Stars: Aaron Younger, Rhys Howden, Richie Campbell, Joel Denerley…
Olympic medals: -. Most recent medal at a major competition: bronze in the 2019 World League.
Kazakhstan has been one of the best Asian teams for years. The Kazakhs have clinched six gold medals at the previous seven editions of the Asian Games. Still, their quality of play is still far from the best European teams. The Kazakhs finished 6th in the World League, but their matches against the best European teams were lopsided contests (Montenegro beat Kazakhstan 18:6). If Kazakhstan reaches the quarterfinals, it would be a historic success (their best placement at the Olympics is 9th place in Sidney). But, it’s hard to expect such kind of miracle in the “Group of death”.
Roster: Madikhan Makhmetov (goalkeeper), Yevgeniy Medvedev, Danil Artjuh, Dusan Markovc, Miras Aubakirov, Aleksey Smhider, Srdjan Vuksanovic, Murat Shakenov (captain), Rustam Ukumanov, Mikhail Ruday, Altay Altayev, Stanislav Shvedov, Pavel Lipilin (goalkeeper). Head coach: Nemanja Knezevic.
Olympic medals: – Most recent medal at a major competition: gold at the 2018 Asian Games.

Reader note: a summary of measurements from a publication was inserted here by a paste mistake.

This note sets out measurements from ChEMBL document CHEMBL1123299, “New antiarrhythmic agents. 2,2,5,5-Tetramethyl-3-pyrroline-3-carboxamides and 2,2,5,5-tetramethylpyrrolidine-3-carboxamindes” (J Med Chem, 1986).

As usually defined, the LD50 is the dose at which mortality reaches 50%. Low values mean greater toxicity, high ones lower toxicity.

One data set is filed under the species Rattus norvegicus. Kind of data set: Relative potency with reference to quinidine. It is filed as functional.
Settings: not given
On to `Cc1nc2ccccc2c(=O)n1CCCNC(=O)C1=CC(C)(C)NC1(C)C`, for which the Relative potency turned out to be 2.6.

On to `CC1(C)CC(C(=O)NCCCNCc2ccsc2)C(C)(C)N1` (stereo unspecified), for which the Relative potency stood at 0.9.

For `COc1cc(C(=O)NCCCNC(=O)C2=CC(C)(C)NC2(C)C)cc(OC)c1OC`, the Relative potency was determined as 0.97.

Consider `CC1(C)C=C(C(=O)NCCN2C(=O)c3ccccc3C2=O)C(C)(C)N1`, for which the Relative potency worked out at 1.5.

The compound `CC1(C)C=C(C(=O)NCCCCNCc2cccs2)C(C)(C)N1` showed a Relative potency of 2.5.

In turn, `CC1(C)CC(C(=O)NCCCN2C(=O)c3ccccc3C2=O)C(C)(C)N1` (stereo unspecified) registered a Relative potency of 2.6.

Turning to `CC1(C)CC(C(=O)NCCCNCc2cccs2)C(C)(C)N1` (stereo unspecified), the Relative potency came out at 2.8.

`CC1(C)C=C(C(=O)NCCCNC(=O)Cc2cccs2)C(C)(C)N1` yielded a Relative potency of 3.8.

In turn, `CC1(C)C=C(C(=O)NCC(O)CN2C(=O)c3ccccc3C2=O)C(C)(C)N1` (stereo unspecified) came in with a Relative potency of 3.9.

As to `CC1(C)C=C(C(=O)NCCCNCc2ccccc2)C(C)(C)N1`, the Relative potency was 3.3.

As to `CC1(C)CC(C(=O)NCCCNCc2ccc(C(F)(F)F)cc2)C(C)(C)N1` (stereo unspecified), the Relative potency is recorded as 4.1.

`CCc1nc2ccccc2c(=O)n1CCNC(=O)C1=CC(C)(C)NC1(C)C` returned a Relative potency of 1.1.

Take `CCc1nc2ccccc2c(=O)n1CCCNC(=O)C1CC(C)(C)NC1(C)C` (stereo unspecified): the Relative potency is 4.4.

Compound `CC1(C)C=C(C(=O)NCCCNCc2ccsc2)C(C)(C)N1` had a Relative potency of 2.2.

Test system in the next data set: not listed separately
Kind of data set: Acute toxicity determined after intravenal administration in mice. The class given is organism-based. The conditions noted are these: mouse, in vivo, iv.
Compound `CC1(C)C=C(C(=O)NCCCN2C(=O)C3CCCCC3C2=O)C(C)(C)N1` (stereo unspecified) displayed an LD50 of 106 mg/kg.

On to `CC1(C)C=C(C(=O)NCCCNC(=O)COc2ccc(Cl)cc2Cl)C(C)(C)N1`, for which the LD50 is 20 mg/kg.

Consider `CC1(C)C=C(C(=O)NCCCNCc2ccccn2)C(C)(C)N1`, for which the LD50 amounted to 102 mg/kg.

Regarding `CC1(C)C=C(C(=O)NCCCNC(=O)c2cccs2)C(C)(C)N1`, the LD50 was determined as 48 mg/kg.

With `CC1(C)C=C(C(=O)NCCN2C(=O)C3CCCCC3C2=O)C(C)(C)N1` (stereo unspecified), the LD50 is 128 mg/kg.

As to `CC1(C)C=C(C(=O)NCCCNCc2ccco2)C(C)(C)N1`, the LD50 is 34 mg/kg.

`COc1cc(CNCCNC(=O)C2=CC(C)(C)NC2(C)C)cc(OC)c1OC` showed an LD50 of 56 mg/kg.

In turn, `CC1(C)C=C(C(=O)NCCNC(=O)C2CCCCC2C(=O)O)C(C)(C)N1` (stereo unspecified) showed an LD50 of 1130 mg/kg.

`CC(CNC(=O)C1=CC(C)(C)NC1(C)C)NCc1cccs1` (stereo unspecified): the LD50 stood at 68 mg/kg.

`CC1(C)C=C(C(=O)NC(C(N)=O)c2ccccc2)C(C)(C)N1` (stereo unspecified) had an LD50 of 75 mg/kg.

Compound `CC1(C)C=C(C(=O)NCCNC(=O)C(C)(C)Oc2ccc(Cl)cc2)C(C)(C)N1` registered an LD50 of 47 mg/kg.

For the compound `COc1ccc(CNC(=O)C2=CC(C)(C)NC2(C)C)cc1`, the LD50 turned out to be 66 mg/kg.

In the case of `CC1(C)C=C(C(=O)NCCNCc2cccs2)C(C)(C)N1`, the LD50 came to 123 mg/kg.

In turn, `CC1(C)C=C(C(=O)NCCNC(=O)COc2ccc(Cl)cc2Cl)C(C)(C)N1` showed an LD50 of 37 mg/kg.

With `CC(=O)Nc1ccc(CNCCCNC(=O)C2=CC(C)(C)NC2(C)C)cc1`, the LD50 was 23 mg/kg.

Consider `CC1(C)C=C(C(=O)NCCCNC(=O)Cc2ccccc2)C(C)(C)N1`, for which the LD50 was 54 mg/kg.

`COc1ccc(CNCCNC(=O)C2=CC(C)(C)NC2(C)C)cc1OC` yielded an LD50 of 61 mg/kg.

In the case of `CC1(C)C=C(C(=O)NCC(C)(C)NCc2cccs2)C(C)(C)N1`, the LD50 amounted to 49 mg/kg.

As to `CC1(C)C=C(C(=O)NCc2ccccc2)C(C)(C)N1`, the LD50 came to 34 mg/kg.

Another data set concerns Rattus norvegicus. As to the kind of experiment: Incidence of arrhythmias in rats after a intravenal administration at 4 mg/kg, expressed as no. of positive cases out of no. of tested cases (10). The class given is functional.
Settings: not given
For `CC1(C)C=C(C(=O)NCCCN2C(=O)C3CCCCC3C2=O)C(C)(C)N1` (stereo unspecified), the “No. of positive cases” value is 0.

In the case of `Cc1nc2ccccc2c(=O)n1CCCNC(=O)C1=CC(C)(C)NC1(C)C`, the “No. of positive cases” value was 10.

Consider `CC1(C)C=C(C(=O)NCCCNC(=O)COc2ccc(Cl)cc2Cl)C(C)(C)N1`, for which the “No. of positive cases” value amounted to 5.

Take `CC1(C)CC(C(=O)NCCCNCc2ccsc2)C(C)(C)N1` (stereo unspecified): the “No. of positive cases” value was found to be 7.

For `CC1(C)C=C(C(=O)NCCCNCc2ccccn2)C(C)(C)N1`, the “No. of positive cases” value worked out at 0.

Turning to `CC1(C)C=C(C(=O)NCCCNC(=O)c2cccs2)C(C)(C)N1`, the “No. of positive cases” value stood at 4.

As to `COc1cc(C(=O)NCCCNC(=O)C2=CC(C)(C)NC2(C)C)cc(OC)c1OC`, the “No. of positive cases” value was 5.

Stars: Murat Shakenov, Srdjan Vuksanovic, Mikhail Ruday,etc.
Group B, schedule – LIVESCORE
(local time – CET +7)
July 25: Australia – Montenegro (15:30), Serbia – Spain (18:20), Croatia – Kazakhstan (19:50)
July 27: Montenegro – Spain (11:30), Kazakhstan – Serbia (14:00), Australia – Croatia (19:50)
July 29: Kazakhstan (11:30), Croatia – Montenegro (15:30), Serbia – Australia (19:50)
July 31: Montenegro – Kazakhstan (10:00), Australia – Spain (11:30), Croatia – Serbia (15:30)
August 2: Serbia – Montenegro (14), Spain – Croatia (15:30), Australia – Kazakhstan (19:50).
Quarterfinals, August 4
QF1: A1 – B4 (14:00)
QF2: A2 – B3 (15:30)
QF3: A3 – B2 (18:20)
QF4: A4 – B1 (19:50)
Semifinals, August 6
5th – 8th place
Losers QF1 – QF3 (14:00)
Losers QF2 – QF4 (15:30)
1st – 4th place
Winners QF1 – QF3 (18:20)
Winners QF2 – QF4 (19:50)
Final Day, August 8
Seventh-place game (09:30)
Fifth-place game (11:00)
Bronze medal game (13:40)
For more data download Total Waterpolo’s Olympic Guide